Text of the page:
Keywords: Political careers, politicians, elections, term limits
    JEL: D72 J44 J45
    Date: 2002–07–01
  11. By: Daniel Diermeier (Kellogg School of Management, Northwestern University); Michael Keane (Department of Economics, Yale University); Antonio Merlo (Department of Economics, University of Pennsyvlania)
    Abstract: This paper contains additional details about the model in our paper “A Political Economy Model of Congressional Careers” (Diermeier, Keane and Merlo (2004)), as well as the computational methods we use to solve and estimate the model, and the construction of the data set.
    Keywords: Political careers, politicians, elections, term limits
    JEL: D72 J44 J45
    Date: 2004–09–01
  12. By: Peter R. Mueser (Department of Economics, University of Missouri-Columbia); Lael R. Keiser (Department of Political Science, University of Missouri-Columbia); Carolyn J. Heinrich
    Abstract: This paper explores the impact of the race of individual clients and of the local racial context on the implementation of sanctions for recipients of Temporary Assistance for Needy Families (TANF) in a Midwestern state. We find that although nonwhites are sanctioned at lower rates than whites overall, nonwhites are sanctioned more compared to whites in each local area. This paradox occurs because nonwhites tend to live in areas with lower sanction rates. Consistent with the literature on race and policy, we find that sanction rates increase as the nonwhite population increases until a threshold is reached where nonwhites gain political power.
    JEL: I38 L32 J78
    Date: 2004–10–20
  13. By: Jeffrey Milyo (Department of Economics, University of Missouri-Columbia); Tim Groseclose (Department of Political Science, UCLA)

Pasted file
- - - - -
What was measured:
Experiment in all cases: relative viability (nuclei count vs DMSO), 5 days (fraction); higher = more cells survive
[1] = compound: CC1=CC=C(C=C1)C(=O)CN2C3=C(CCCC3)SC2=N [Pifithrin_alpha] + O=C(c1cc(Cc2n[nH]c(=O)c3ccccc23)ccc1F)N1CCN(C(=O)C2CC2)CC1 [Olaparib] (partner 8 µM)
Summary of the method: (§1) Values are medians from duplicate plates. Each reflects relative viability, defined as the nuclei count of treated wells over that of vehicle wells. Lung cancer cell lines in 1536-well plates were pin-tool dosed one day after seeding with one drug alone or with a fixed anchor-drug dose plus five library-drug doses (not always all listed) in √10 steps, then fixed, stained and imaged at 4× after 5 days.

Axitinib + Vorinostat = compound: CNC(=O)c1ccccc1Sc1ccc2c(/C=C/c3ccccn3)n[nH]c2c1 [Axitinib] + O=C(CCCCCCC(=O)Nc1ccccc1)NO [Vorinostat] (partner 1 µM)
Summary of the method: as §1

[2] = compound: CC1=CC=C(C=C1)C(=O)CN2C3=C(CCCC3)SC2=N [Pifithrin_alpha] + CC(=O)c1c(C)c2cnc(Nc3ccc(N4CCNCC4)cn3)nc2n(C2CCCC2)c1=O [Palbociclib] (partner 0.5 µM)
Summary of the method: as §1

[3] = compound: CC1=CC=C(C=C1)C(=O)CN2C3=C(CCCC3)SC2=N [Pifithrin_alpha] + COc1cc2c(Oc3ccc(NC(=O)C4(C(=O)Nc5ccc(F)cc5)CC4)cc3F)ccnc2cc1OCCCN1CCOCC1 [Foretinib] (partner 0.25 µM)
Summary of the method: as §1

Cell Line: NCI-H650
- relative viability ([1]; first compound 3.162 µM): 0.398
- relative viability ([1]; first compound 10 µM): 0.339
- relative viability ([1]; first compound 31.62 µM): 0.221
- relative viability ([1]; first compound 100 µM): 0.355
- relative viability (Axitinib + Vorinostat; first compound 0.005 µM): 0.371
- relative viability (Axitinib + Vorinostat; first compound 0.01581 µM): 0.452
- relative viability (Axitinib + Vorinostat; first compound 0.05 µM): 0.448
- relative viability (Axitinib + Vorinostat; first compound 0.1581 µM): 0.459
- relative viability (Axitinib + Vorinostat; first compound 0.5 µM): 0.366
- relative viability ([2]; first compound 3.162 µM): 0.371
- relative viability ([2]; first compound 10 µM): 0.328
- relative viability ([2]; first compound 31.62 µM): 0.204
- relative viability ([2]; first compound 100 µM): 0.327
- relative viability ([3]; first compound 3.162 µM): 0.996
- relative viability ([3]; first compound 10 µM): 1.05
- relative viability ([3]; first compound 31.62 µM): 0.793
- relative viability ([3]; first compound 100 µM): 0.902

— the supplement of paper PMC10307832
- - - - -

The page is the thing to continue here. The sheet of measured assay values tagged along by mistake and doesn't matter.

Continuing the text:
Abstract: In this paper we estimate ADA (Americans for Democratic Action) scores for major media outlets such as the New York Times, USA Today, Fox News’ Special Report, and all three network television news shows. Our estimates allow us to answer such questions as “Is the average article in the New York Times more liberal than the average speech by Tom Daschle?” or “Is the average story on Fox News more conservative than the average speech by Bill Frist?” To compute our measure, we count the times that a media outlet cites various think tanks and other policy groups. We compare this with the times that members of Congress cite the same groups in their speeches on the floor of the House and Senate. By comparing the citation patterns we construct an ADA score. As a simplified example, imagine that there were only two think tanks, and suppose that the New York Times cited the first think tank twice as often as the second. Our method asks: What is the typical ADA score of members of Congress who exhibit the same frequency (2:1) in their speeches? This is the score that we would assign to the New York Times. Our results show a strong liberal bias. All of the news outlets except Fox News’ Special Report and the Washington Times received a score to the left of the average member of Congress. Consistent with many conservative critics, CBS Evening News and the New York Times received a score far left of center. Outlets such as USA Today, NPR’s Morning Edition, NBC’s Nightly News and ABC’s World News Tonight were moderately left. The most centrist outlets (but still left-leaning) by our measure were the Newshour with Jim Lehrer, CNN’s NewsNight with Aaron Brown, and ABC’s Good Morning America. Fox News’ Special Report, while right of center, was closer to the center than any of the three major networks’ evening news broadcasts. All of our findings refer strictly to the news stories of the outlets. That is, we omitted editorials, book reviews, and letters to the editor from our sample.